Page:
Hypersonics, Nukes Top House Lawmaker’s Priorities List
But markups at Doug Lamborn’s HASC strategic forces panel are on hold amid threats to force a U.S. default.
Hypersonic missiles and nuclear weapons will get top priority when the House Armed Services committee’s strategic forces panel finally gets to mark up the 2024 defense-policy bill, according to the subcommittee’s chairman.
HASC markups are on hold while GOP lawmakers seek federal budget cuts by threatening to force the U.S. renege on its debts.
Rep. Doug Lamborn, a Republican whose district is based in Colorado Springs, said his biggest concern ahead of the markup, which was supposed to kick off on Thursday, is the top-line number.
Lamborn said he’s “disappointed” the defense policy bill is delayed but “understands” why Congress needs to concentrate on the debt ceiling first.
“Getting that top-line number, I think, is critical because if that number is reduced as part of a negotiation with the Senate and the White House, I would be very concerned that that would lead to cuts in capabilities in the future,” he told Defense One in an interview.
A GOP-forced default on outstanding debts would hurt national security in various ways, according to a host of leaders, including the defense secretary, Joint Chiefs chairman, the director of national intelligence, the Air Force secretary, and more.
If the Pentagon’s top-line number does change, Lamborn said he’s confident programs in the strategic forces portfolio would be in a safe position as “everyone involved” is aware of the need for the Space Force to be fully funded. However, the committees that focus on bigger items, like ships, aircraft, and munitions, might run into some problems, he said.
“Because we have consensus in the community and with the administration, and I think even the Senate, I think the Space Force is in a good position,” Lamborn said.
As chairman of the committee, Lamborn said his top priority is the Pentagon's hypersonics programs. The pace of development is “way too slow,” and he’s looking to increase funding in the defense policy bill, the National Defense Authorization Act, for “different testing capabilities and facilities” to hopefully accelerate schedules, Lamborn said.
In addition to offensive hypersonic missiles, Lamborn said his committee is adding language calling for a “very active” and robust schedule to field systems that can defend against hypersonics.
The Pentagon confirmed last week that Ukraine recently used a Patriot missile system to take out a Russian hypersonic missile, the Kinzhal.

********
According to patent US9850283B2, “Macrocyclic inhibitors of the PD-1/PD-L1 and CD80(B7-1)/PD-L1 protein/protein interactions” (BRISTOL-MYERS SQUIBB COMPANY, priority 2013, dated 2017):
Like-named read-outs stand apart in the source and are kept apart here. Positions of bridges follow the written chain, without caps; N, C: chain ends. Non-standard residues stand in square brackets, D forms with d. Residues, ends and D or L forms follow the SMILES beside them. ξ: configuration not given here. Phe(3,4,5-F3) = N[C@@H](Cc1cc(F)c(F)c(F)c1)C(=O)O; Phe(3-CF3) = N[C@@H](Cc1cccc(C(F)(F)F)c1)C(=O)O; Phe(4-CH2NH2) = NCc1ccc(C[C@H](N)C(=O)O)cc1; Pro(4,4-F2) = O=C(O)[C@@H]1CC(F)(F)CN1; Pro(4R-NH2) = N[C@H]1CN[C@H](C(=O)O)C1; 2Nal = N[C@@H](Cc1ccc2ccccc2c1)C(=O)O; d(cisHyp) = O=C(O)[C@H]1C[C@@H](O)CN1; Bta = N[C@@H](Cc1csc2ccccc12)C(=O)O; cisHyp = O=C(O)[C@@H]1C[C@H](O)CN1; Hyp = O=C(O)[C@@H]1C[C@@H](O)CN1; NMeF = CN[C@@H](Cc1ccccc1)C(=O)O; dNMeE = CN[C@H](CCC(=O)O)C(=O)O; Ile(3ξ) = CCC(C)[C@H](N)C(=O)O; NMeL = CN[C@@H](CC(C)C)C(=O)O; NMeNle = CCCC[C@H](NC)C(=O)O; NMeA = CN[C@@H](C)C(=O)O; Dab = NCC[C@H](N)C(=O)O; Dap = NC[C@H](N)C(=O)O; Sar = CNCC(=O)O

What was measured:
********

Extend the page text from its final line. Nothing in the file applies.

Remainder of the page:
However, Lamborn said the scenario in Ukraine doesn’t mean the U.S. could do the same against a Chinese hypersonic missile.
“Russia has a history of exaggerating their capabilities. It may have been a primitive—that is, an older-generation hypersonic weapon that a Patriot would be fully capable of intercepting,” he said.
Another priority for the chairman is keeping the Pentagon’s nuclear triad—bombers, submarines, and intercontinental ballistic missiles—on track. There’s concern that “we're starting to lose the cushion that we have in any of these programs,” Lamborn said.
A major problem for U.S. nuclear programs is plutonium-pit production, Lamborn said. Plutonium pits are part of the fission-fusion chain that creates a thermonuclear explosion.“I'm concerned that we have some possible delays coming up in pit production. And I know that the people running different aspects of the program have contingency plans in place, but I hope it doesn't come to the point where we have to start looking at contingencies,” he said.
While Congress monitors the Pentagon’s nuke programs, Lamborn said there will be bipartisan agreement in the NDAA to keep funding research and development for the Navy’s nuclear Sea-Launched Cruise Missile, despite multiple attempts from the Biden administration to kill the program, with the goal of “ultimately fielding SLCM-N.”
For the committee's space portfolio, Lamborn said he’s focused on ensuring that the Space Force has the “maximum launch capacity as a country that we can, both in the short term and long term.”
Now three years since the Space Force was created, Lamborn said he’s happy with the newest service’s progress but there’s “a little ways to go” as he’s heard complaints from industry that there’s still too much red tape when a company wants to work with the Space Force.
Lawmakers are also “very frustrated” with the service’s overclassification of information, Lamborn said, which makes it difficult to share information with the government, industry, partners and allies—and explain the Space Force’s “critical needs" to the public.
It’s hard to legislate a cultural change, but “the next best thing we can do is to highlight the need to be more open while walking that fine line of not divulging proprietary information to the other side,” he said.